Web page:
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  • News
  • February 07, 2018

Ottawa Sees Faster, More Culturally Appropriate Justice

Province Adding Resources, Hiring More Staff to Speed Up Justice in Eastern Ontario

Ontario is investing over $7 million in Ottawa’s justice system to increase access to justice, reduce delay in the system, and keep staff and the public safe.

 With this investment, the province has:

  • Increased video capability at the Ottawa courthouse for remands, bail appearances and evaluations to make it easier and faster for accused persons to attend their court appearances
  • Launched a pilot to connect defence counsel via video-link with their clients in custody at the Ottawa-Carleton Detention Centre to reduce unnecessary court appearances and delay
  • Upgraded security features at the Ottawa Courthouse to keep staff, the judiciary, and the public safe, including video camera upgrades and an updated secure card access system.
  • Renovations to the County of Carleton Law Association space at the Ottawa Courthouse.

In addition to these operational improvements, the province is also making systemic changes to ensure Francophone and Indigenous communities have equal access to justice services. In 2017/18 the province has:

 Appointed a new and permanent French Language advisory committee chaired by Justice Paul Rouleau, to identify and help reduce barriers in the justice system faced by French speakers.

  • Established the new French Language Continuing Professional Development Centre in collaboration with the University of Ottawa, where legal professionals can obtain accredited training in French.
  • Supported the opening of Ontario Court of Justice’s Indigenous Peoples Court in Ottawa to address the overrepresentation of Indigenous people in all aspects of the justice system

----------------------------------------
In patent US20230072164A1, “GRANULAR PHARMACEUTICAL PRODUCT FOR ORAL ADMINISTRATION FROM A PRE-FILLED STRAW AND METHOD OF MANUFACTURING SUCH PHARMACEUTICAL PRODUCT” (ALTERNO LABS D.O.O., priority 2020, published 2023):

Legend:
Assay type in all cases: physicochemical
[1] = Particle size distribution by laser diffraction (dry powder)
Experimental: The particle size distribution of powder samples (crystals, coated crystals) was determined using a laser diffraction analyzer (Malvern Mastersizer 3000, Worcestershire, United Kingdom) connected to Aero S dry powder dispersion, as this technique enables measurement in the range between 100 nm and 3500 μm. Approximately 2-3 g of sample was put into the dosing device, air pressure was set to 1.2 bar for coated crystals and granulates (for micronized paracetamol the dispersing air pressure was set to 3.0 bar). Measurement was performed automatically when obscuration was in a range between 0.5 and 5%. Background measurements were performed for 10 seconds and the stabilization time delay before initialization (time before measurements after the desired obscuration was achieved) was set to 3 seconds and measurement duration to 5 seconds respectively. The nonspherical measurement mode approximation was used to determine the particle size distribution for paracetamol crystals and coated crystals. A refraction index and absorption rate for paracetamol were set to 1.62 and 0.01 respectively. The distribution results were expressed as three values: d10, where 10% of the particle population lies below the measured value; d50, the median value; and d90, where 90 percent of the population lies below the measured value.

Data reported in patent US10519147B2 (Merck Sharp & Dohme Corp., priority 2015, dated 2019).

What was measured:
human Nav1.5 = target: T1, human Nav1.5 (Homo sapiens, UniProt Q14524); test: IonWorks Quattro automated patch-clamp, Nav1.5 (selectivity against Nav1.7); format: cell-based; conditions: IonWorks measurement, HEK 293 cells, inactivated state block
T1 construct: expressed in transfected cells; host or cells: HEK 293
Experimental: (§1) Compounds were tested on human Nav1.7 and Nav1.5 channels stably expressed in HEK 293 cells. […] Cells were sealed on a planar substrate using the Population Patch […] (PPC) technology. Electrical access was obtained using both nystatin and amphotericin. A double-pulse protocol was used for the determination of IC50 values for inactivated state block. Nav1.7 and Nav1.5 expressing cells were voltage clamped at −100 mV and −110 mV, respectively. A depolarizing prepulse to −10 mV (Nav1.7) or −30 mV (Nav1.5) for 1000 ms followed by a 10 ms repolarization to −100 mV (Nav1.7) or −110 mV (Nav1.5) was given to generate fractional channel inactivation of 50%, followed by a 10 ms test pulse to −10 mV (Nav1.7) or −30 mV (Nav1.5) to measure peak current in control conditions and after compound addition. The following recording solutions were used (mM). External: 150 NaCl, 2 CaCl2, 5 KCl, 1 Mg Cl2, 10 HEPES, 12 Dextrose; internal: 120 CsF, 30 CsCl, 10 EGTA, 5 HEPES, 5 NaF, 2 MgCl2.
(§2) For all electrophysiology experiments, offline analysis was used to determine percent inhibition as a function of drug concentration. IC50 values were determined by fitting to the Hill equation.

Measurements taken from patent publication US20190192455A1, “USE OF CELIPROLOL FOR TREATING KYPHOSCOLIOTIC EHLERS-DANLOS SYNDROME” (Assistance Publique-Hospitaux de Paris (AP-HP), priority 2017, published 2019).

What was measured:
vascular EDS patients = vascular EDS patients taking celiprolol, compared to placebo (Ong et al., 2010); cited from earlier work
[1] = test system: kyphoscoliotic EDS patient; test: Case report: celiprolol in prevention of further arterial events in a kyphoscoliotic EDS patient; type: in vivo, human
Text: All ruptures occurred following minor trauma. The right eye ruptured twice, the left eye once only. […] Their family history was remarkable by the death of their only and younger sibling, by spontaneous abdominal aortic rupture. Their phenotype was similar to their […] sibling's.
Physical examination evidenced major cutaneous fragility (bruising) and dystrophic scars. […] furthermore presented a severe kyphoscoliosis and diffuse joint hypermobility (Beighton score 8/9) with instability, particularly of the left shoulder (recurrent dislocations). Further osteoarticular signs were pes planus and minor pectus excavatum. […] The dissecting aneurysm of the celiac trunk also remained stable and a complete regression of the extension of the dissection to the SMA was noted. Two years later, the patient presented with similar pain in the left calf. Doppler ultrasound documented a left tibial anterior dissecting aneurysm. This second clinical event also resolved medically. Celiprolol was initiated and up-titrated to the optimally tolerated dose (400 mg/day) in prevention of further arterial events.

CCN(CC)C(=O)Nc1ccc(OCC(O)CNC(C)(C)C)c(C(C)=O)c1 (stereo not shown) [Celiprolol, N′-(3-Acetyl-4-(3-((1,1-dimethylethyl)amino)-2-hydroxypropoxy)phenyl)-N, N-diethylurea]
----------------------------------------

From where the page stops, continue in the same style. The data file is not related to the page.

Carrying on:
• Funded two Gladue Writers and two Gladue Aftercare Workers in Ottawa
  • Developed and launched an Indigenous Bail Verification and Supervision Program in a number of locations, including the Odawa Native Friendship Centre, which is working with the John Howard Society to provide culturally-appropriate programing

In addition, of the thirteen new judges announced in 2016, Chief Justice Lise Maisonneuve of the Ontario Court of Justice has assigned two judges to Ottawa.

  • The Canadian Charter of Rights and Freedoms requires that criminal trials take place within a reasonable amount of time. In cases where this time has been exceeded, the judge may choose to “stay” the charges and the case would not proceed to trial.
  • In 2017, Ontario in partnership with Ontario’s Chief Justices released the final report on the Seamless Access to Justice in French pilot project and made permanent changes to the Ottawa courthouse to increase access to justice for French-speakers
  • More than 610,000 Francophones live in Ontario. It is the largest number of French-speakers in Canada outside of Quebec.

As part of the province’s commitment to reconciliation, Ontario has committed to a goal of 42 Gladue Writers and 42 Aftercare Workers in locations across Ontario.

“Our investments in eastern Ontario reflect our strong commitment to level the playing field and ensure that everyone in Ottawa and across Ontario have access to a justice system that is efficient, modern and responsive to their needs.”

— Yasir Naqvi, Attorney General

"Our government firmly believes that a strong Francophone community means a strong Ontario. Access to justice is an important priority for Francophones and the creation of the French Language Advisory Committee chaired by Justice Rouleau will ensure we address these issues across the province. "

— Marie-France Lalonde, Minister of Community Safety and Correctional Services | Minister of Francophone Affairs

“The Faculty of Law at the University of Ottawa is proud to partner with the Government of Ontario on access to justice initiatives like pratiquO. This program is the first of its kind in Canada to provide continuing professional development in French to legal professionals so they can best serve the needs of francophone communities in Ontario.”


— Adam Dodek, Dean of Common Law Section, University of Ottawa-Faculty of Law

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